TABLE 1
TERPOLYMER COMPOSITIONS
Molar Viscosity
Example IPP Ratios Gms (moles) Monomer 25% Solids
No. (gms) IOA/SMA/AA IOA SMA AA Soln. (cps)
1 120 90:10:0  66.4 (0.36) 13.6 (0.04) 0.0 (0.0)  1,720
2 120 60:40:0  36.0 (0.20) 44.0 (0.13) 0.0 (0.0)  3,410
3 120 80:10:10 62.5 (0.34) 14.4 (0.42) 3.1 (0.042)  2,490
4 120 50:40:10 31.4 (0.17) 46.2 (0.136) 2.4 (0.033)  5,510
5 120 50:30:20 35.4 (0.19) 39.0 (0.115) 5.5 (0.076)  8,300
6 140 50:30:20 26.6 (0.144) 29.3 (0.086) 4.1 (0.057)  2,520
7 130 60:10:30 46.6 (0.253) 14.3 (0.042) 9.1 (0.130) 18,500
8 130 30:40:30 18.2 (0.089) 44.6 (0.132) 7.2 (0.160) 14,100
9 140 20:40:40 11.0 (0.089) 40.4 (0.119) 8.6 (0.119) 13,400
10  140 25:35:40 14.3 (0.078) 42.8 (0.126) 8.9 (0.123) 17,200
11  140 10:40:50 5.8 (0.031) 42.8 (0.126) 11.4 (0.158) 73,300
12  140 20:30:50 12.7 (0.069) 34.9 (0.103) 12.4 (0.172) 50,400

The concentrations of all three monomers (i.e., IOA, SMA and AA) in the terpolymer were varied in this study to determine which monomer or combinations of monomers influenced peel adhesion. Each of the diluted terpolymer solutions (25% solids) was applied to a pig's back in accordance with the previously described Swine Model Peel Adhesion Test Protocol to assess the impact of the compositional changes on peel adhesion. Data from the peel adhesion study for the various terpolymer compositions is reported in Table 2.

TABLE 2
SWINE MODEL PEEL ADHESION DATA
Peel Adhesion Difference
Example Mole Repli- (gms/2.54 cm) in Peel
No. % AA cates Treated Control Adhesion
1  0 10  17 22  (5)
2  0 10  17 37 (20)
3 10 9 46 30 16
4 10 8 54 38 16
5 20 10  108  27 81
6 20 8 92 30 62
7 30 10  192  49 143 
8 30 10  184  31 153 
9 40 8 157  32 125 
10  40 8 68 30 38
11  50 8 68 35 33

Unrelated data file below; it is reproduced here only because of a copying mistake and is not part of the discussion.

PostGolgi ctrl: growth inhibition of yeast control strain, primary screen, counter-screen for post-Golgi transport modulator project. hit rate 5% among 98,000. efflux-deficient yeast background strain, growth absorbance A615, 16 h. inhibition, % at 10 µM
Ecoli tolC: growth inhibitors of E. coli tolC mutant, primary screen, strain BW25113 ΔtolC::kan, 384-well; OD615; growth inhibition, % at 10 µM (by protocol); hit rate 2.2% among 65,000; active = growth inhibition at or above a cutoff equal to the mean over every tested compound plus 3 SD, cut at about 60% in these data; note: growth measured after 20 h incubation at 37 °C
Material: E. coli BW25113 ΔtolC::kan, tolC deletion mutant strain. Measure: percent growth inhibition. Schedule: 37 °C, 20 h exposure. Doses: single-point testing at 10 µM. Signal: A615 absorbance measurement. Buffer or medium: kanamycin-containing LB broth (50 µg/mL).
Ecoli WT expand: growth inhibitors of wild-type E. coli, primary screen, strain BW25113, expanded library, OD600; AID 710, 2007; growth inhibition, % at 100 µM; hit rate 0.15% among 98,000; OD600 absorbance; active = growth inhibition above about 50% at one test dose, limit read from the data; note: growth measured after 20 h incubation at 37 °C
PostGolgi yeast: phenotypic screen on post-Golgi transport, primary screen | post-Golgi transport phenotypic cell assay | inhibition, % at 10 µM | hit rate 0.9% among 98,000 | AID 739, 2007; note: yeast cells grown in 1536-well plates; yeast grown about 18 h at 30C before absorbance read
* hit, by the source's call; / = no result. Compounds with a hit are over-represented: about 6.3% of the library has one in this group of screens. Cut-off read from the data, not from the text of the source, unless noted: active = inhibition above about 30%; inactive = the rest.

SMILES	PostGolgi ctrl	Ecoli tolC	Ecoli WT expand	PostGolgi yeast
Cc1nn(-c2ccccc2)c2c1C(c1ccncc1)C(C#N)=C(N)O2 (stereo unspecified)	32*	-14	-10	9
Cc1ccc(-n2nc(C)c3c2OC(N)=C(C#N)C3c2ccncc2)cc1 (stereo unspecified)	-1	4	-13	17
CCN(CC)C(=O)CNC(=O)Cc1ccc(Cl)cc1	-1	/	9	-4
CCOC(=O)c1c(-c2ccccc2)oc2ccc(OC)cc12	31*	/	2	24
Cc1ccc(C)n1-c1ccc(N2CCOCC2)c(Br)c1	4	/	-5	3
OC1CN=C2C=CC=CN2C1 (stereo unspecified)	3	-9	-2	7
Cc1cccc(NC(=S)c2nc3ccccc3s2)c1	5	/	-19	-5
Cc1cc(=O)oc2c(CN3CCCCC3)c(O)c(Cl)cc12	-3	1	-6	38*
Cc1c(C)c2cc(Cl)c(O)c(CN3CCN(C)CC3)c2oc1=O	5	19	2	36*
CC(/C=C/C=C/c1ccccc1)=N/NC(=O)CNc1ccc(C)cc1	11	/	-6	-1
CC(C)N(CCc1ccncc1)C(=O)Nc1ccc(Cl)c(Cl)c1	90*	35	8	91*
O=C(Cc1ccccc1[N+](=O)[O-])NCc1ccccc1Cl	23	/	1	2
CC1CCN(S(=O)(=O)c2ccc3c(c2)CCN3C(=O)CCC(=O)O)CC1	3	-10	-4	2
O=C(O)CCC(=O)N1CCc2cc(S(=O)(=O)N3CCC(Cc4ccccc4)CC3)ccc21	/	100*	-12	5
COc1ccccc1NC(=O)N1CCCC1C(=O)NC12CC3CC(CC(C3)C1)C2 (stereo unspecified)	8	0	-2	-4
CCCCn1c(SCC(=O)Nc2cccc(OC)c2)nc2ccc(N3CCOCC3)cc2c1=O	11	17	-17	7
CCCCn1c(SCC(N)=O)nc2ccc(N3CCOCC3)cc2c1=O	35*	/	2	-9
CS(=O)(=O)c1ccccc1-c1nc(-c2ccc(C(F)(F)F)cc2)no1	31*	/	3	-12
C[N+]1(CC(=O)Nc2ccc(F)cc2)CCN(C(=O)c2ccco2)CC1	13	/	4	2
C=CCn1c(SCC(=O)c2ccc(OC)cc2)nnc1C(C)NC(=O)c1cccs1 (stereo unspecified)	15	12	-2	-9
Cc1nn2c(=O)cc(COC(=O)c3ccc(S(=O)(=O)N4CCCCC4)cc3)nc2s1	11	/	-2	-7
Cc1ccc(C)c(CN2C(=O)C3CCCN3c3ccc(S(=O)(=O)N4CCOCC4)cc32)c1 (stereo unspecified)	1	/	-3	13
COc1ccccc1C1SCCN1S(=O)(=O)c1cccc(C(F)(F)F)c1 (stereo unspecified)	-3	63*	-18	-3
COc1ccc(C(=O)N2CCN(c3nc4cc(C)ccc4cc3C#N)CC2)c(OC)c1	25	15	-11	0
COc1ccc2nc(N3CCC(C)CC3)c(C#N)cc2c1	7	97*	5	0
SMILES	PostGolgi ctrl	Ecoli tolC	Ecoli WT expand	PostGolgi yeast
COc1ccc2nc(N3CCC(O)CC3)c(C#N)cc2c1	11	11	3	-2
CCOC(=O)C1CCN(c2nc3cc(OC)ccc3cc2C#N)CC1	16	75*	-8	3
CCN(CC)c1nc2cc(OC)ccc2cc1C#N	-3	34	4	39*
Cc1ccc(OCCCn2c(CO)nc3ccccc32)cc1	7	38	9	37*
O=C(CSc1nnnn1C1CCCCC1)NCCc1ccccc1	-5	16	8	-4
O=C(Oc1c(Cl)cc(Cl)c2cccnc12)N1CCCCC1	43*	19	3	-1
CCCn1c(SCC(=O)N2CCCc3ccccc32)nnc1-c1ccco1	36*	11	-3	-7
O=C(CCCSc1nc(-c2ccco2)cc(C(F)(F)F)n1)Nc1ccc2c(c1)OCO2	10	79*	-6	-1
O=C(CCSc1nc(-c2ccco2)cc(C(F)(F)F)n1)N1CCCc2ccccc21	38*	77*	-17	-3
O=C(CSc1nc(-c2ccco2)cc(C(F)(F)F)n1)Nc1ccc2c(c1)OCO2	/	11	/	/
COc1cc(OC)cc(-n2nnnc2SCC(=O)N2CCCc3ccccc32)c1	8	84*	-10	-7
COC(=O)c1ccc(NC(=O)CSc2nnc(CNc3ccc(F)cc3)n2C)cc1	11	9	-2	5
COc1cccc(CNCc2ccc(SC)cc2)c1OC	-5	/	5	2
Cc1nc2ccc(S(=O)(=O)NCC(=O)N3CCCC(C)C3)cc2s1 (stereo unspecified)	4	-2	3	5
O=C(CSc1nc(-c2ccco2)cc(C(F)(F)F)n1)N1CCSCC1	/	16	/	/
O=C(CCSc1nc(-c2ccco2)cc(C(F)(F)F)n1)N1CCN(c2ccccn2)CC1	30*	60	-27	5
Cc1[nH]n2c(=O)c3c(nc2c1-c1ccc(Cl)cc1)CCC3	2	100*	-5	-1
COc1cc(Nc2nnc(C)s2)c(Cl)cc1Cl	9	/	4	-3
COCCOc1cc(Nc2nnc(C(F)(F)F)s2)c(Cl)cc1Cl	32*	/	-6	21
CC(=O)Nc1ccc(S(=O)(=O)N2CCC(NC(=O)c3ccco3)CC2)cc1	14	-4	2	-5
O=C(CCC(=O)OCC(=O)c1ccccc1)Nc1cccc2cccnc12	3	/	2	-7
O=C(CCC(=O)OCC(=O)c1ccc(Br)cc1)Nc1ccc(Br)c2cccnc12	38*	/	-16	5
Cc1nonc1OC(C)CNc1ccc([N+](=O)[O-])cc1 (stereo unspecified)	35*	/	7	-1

12  50 8 93 29 64

This data illustrates that terpolymer compositions having between about 10 to about 50 mole percent AA would be functional on uncompromised mammalian skin. Generally speaking, terpolymers having less than about 10 mole percent AA demonstrated lesser peel adhesion enhancement whereas terpolymers having about 30 mole % AA demonstrated maximum peel adhesion enhancement. It should be understood, however, that satisfactory skin cream formulations could be prepared from terpolymers having AA contents above or below the optimum range by incorporating more or less of the terpolymer, respectively, in cream formulation to adjust for peel adhesion.

Examples 13-15

A comparative peel adhesion enhancement study was conducted wherein terpolymer having an AA content in the optimum range was incorporated into the oil phase and into a water-in-oil cream formulation. Peel adhesion enhancement of the oil phase was compared to the cream formulation with terpolymer and to a commercially available skin moisturizer cream (“Sween™Cream” commercially available from Sween Corp., Mankato, Minn.) which does not interfere with tape adhesion to skin.